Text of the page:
At a session about sexual harassment at the giant hug-fest that is Meetings Professionals International’s World Education Congress, held this week in Indianapolis, Sarah Soliman, president and CEO of Soliman Productions said that a male friend greeted her with a hand out for a shake instead of the hug they’d shared for years. He was worried that perhaps she was only tolerating that hug and had been feeling uncomfortable but never said so.
She assured him that wasn’t the case, but it did make me think—is it time to do a boundary check now that we’re all becoming more aware that one person’s go-to greeting might be outside another’s comfort zone? Most of the time, you just know—as Soliman’s co-presenter, speaker, writer, and business strategist Courtney Stanley said, we all instinctively can tell whether someone's being friendly or creepy. But some of us have, at least until now, tolerated a certain level of creepy to keep from rocking the boat.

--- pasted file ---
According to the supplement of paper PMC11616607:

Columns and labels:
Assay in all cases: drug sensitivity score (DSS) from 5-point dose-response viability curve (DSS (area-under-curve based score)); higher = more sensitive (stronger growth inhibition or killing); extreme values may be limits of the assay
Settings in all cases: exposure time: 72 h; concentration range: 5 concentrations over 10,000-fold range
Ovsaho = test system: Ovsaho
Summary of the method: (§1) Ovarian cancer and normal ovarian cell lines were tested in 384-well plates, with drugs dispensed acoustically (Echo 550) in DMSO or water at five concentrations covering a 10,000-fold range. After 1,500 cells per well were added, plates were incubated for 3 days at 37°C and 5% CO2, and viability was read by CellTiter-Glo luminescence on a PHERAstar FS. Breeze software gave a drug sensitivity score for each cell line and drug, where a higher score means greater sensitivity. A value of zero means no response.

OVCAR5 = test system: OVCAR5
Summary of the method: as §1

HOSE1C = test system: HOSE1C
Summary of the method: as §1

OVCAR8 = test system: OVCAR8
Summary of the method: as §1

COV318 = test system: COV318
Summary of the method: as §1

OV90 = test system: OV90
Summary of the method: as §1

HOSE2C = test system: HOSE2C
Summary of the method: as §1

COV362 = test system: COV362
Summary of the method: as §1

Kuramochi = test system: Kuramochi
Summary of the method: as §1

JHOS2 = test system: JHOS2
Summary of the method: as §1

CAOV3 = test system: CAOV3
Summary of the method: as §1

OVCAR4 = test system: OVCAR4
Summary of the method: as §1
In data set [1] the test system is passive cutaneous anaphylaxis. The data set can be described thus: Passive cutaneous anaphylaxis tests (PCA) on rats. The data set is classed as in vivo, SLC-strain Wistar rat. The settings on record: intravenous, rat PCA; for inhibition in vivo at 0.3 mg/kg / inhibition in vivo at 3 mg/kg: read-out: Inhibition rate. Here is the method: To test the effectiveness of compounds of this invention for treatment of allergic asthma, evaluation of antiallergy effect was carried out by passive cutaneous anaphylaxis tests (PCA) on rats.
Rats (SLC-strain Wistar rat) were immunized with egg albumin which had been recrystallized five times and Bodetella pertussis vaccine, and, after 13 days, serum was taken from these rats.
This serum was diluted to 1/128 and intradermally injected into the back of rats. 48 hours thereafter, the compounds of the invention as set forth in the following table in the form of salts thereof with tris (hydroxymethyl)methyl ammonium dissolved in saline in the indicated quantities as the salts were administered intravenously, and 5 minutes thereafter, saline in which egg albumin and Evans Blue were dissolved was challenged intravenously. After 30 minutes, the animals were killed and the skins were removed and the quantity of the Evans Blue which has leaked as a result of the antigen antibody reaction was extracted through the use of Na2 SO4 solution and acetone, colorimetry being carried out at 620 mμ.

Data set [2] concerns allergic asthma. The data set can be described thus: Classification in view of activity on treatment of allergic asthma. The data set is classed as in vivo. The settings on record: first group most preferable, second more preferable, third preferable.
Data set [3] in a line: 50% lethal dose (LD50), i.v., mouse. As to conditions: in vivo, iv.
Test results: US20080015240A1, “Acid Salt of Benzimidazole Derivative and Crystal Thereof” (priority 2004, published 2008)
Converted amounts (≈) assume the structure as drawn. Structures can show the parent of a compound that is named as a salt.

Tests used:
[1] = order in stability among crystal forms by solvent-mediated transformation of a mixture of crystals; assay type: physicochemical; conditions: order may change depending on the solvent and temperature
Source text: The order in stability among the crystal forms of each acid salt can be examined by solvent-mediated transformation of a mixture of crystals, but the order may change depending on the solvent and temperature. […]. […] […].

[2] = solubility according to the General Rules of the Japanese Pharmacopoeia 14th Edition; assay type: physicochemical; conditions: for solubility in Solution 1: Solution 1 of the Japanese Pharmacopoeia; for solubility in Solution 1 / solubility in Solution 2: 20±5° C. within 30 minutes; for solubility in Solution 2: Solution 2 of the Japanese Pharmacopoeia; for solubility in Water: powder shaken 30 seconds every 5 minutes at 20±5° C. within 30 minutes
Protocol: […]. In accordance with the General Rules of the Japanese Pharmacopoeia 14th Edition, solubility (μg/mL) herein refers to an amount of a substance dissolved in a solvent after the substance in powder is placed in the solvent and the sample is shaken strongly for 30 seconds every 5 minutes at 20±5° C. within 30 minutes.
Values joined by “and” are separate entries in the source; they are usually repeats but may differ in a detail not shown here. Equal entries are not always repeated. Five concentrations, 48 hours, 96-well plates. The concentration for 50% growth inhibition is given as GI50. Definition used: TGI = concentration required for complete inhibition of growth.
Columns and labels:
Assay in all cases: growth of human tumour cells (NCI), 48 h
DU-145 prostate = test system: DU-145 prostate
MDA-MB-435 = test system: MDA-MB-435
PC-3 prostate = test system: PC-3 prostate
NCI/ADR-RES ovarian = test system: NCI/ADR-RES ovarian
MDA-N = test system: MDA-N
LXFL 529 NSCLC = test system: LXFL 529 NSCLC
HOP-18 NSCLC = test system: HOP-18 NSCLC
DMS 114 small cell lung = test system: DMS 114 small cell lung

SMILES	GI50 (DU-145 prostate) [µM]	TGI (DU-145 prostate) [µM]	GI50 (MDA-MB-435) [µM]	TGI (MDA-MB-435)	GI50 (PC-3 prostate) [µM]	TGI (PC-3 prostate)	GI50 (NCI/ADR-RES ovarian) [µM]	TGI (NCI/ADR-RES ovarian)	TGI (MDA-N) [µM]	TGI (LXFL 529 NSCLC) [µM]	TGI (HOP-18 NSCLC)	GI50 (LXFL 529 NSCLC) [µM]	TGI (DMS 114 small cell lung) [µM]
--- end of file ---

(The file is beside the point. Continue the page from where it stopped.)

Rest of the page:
To hug or not to hug when greeting colleagues at a conference is just one tiny piece of the conversation around sexual harassment that we need to have.
I have committed to doing what I can to keep that conversation going so that #MeToo remains a movement, not just a moment before we move onto the next hot topic. Because I'm a writer, that means I plan to be writing some stories—hopefully stories that will help us all get a better handle on how to be respectful of boundaries, support each other, and keep ourselves, our staff, and our meeting participants safe from sexual harassment.
Will you please help by taking a few minutes to fill out our survey on the topic? I promise it is anonymous, short, and important. I also would love to hear your stories, again, to be kept confidential unless you give me express permission to share.